News & Events
FDA NEWS RELEASE
For Immediate Release: July 17, 2012
Media Inquiries: Morgan Liscinsky, 301-796-0397, email@example.com
Consumer Inquiries: 888-INFO-FDA
FDA approves new colon-cleansing drug for colonoscopy prep
On July 16, the U.S. Food and Drug Administration approved Prepopik (sodium picosulfate, magnesium oxide and citric acid) to help cleanse the colon in adults preparing for colonoscopy.
One dose of Prepopik consists of two packets of powder, each dissolved in cold water and taken at separate times. Patients should take Prepopik the night before colonoscopy and the morning of colonoscopy (Split-Dose regimen). If this is not possible, patients may take Prepopik in the afternoon and evening before the colonoscopy (Day-Before regimen).
As part of this colon-cleansing regimen, patients taking Prepopik must consume additional fluids during and after use. Additional fluid intake is also important to reduce the risk of fluid and electrolyte imbalance. The most common side effects reported in adult patients taking Prepopik include nausea, headache and vomiting.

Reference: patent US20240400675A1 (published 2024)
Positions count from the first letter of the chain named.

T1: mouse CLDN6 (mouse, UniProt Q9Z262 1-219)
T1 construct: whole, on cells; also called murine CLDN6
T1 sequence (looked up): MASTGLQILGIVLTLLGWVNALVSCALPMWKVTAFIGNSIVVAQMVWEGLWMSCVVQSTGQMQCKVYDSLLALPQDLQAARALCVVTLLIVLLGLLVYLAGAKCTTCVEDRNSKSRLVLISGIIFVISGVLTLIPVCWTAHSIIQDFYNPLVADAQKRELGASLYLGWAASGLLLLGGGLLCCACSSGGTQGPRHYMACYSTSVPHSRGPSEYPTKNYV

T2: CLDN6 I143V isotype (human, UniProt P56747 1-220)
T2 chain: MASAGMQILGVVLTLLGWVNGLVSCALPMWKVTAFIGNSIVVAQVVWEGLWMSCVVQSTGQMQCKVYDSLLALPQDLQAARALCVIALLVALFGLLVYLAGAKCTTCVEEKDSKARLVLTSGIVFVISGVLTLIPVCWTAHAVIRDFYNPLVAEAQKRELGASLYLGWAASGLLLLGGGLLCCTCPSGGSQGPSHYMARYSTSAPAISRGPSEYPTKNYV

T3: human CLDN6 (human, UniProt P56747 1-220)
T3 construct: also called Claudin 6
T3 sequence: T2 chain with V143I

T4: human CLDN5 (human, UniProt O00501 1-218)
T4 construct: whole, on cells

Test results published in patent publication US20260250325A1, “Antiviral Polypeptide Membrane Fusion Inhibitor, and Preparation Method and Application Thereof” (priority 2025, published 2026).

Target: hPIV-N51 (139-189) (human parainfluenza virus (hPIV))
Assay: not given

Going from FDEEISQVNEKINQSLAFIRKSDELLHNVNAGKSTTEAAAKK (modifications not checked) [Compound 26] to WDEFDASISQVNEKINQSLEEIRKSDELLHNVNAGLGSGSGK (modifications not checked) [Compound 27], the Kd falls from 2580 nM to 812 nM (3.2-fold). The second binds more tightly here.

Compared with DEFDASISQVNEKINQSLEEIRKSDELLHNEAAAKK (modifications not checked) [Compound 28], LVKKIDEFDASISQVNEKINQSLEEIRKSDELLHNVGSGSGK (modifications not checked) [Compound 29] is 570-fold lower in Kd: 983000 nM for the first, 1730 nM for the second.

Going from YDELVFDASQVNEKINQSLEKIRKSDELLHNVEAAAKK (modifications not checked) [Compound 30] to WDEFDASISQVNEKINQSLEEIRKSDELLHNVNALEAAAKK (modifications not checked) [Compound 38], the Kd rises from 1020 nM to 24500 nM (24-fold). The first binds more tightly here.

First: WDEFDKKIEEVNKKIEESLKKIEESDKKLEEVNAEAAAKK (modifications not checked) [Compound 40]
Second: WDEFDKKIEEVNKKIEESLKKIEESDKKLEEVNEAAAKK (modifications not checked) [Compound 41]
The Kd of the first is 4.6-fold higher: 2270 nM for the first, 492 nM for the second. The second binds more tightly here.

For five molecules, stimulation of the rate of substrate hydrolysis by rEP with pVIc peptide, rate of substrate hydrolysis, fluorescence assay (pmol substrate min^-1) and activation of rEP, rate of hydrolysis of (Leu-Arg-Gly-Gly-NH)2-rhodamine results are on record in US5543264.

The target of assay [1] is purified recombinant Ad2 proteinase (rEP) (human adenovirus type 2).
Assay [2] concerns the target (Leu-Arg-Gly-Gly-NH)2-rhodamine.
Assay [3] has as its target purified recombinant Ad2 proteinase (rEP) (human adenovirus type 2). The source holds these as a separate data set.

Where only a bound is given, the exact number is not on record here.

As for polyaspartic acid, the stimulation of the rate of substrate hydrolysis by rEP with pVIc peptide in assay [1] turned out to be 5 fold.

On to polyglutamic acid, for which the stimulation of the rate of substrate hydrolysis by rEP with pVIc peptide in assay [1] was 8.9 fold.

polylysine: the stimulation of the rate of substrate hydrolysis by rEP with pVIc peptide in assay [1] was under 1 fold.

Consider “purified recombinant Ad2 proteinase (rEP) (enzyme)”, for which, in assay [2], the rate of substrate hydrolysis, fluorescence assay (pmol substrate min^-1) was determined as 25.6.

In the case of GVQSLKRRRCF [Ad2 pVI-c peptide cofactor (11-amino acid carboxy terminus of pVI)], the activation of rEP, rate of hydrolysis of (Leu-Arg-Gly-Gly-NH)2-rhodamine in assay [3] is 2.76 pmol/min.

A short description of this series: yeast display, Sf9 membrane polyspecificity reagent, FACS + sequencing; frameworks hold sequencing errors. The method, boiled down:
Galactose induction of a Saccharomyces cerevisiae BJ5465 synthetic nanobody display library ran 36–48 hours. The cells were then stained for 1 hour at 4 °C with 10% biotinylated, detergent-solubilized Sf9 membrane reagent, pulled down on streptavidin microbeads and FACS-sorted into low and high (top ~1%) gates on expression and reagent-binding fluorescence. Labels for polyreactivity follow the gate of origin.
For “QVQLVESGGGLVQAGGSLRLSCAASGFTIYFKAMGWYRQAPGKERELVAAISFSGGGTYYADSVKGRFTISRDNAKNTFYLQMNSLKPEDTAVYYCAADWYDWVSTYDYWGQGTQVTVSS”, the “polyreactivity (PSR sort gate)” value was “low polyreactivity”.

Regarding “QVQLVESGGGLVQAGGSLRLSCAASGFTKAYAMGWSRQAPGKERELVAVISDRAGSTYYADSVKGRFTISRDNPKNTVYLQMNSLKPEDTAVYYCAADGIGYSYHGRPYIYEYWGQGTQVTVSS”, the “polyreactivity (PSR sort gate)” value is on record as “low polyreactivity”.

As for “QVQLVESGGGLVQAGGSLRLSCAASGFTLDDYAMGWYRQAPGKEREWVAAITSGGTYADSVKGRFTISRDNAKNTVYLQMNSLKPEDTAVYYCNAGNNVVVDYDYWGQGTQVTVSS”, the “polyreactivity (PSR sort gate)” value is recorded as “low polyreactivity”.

“The choice of a bowel cleansing regimen for colonoscopy should be based on a patient’s health and personal preferences,” says Victoria Kusiak, M.D., deputy director of the Office of Drug Evaluation III in FDA’s Center for Drug Evaluation and Research. “Today’s approval provides a new treatment option for patients and doctors to consider.”
The safety and effectiveness of Prepopik were established in two clinical studies with about 1,200 adult patients scheduled to have a colonoscopy. Patients were randomly assigned to take the Prepopik Split-Dose regimen, the Day-Before regimen, or a control preparation consisting of polyethylene glycol plus electrolytes (PEG+E) solution and two 5-milligram bisacodyl tablets.
The studies were designed to measure the number of patients whose colons were cleansed successfully. In both studies, Prepopik was as effective as the control preparation in cleansing the colon. In the study in which Prepopik was administered in the Split-Dose regimen, it was superior to the control preparation in cleansing the colon. In the Split-Dose regimen, Prepopik is administered on the day before colonoscopy and on the morning of colonoscopy. The control preparation of the study was administered entirely the day before colonoscopy.
As a condition of approval, Prepopik’s manufacturer Ferring Pharmaceuticals must conduct studies to determine if the drug can be used safely and effectively in children.
Ferring Pharmaceuticals is based in Parsippany, N.J.
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